Veteran novelist delves into Civil War

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Robert Olmstead always considered his war the Revolutionary War, when he was growing up on a farm in New England.

It was not until he was teaching at Dickinson College in Pennsylvania did the novelist first visit Gettysburg, where he was transfixed by another great American conflict.

He returned countless times to the national military park, in the middle of the day and at midnight, on his own and paid $25 to ride with battlefield guides while they drove his car and narrated history.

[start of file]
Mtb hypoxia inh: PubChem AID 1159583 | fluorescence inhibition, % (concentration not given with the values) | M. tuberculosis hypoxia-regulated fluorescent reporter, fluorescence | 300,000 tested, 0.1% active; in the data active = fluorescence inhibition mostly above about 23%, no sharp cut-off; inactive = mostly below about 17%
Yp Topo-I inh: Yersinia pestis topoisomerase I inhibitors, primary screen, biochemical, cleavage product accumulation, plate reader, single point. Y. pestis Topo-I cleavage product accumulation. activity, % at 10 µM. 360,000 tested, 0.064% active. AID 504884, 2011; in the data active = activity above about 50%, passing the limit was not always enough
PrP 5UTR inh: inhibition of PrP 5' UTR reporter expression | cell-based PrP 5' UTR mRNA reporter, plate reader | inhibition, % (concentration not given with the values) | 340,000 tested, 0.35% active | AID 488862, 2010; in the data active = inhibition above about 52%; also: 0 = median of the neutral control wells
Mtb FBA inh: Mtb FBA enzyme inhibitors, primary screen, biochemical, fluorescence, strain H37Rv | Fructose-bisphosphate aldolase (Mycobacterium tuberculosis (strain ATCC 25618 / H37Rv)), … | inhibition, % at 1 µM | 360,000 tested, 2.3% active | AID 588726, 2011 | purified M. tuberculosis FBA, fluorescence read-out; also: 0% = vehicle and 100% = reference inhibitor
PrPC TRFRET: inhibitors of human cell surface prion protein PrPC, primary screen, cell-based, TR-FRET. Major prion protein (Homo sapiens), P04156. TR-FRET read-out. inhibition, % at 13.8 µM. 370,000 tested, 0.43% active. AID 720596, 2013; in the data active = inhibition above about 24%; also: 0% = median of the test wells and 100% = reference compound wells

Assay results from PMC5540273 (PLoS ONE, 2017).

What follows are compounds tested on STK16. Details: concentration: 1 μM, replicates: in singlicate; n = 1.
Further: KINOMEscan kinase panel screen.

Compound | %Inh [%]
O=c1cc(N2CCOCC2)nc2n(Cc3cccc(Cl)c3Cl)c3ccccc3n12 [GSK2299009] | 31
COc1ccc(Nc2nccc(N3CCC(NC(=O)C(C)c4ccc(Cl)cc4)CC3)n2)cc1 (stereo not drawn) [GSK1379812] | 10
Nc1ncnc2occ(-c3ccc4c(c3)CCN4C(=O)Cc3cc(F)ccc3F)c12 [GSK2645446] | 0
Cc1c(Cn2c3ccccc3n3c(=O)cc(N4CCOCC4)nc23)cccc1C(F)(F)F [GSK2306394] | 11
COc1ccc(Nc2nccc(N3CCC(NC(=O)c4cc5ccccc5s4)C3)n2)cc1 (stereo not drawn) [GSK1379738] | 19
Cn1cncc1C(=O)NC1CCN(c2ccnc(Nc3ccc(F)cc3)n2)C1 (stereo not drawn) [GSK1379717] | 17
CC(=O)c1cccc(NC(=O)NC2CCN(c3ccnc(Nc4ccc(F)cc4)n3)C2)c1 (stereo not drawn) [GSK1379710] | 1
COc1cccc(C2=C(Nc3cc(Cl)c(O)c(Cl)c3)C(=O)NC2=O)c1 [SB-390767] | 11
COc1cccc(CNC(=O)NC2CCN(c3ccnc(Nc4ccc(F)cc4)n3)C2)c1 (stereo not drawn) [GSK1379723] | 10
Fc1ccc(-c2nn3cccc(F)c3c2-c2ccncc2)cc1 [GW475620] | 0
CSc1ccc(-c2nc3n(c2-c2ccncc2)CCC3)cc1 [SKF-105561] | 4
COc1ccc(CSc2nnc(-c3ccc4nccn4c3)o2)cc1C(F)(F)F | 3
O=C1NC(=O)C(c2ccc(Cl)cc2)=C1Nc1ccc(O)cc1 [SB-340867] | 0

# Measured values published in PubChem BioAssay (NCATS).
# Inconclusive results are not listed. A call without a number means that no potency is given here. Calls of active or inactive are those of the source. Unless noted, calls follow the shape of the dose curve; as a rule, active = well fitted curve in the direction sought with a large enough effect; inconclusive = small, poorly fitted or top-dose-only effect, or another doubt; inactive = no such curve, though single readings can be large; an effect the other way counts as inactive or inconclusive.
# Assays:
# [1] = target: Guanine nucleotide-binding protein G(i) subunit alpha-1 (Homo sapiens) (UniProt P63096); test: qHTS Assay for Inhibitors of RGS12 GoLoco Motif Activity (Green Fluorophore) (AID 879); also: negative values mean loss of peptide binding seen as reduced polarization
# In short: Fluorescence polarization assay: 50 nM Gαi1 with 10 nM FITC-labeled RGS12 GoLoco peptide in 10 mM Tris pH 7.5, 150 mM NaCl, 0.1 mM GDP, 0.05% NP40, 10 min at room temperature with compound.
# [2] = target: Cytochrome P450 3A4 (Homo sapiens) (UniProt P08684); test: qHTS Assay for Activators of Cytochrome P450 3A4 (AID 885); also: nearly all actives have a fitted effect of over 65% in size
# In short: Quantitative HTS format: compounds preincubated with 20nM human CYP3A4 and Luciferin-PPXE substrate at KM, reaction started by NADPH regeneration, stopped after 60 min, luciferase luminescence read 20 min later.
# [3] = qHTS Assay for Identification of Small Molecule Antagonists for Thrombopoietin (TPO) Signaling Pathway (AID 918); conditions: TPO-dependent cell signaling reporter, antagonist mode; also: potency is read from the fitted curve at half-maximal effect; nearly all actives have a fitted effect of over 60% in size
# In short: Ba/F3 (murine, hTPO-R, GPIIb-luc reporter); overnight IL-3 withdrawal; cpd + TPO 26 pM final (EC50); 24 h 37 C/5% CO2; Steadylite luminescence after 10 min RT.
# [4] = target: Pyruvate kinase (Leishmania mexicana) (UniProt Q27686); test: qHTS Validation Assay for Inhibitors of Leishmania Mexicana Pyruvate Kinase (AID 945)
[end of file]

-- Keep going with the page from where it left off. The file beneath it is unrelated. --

"I just found myself driving down there again and again and again," Olmstead said.

Out of that experience and after a decade of research and writing, Olmstead has produced "Coal Black Horse," a Civil War novel now in stores that generated enormous publicity ahead of its publication.

The book, published by Algonquin Books of Chapel Hill, N.C., is the No. 1 April selection by BookSense, an organization representing 1,200 independent bookstores around the country whose picks often help drive sales.

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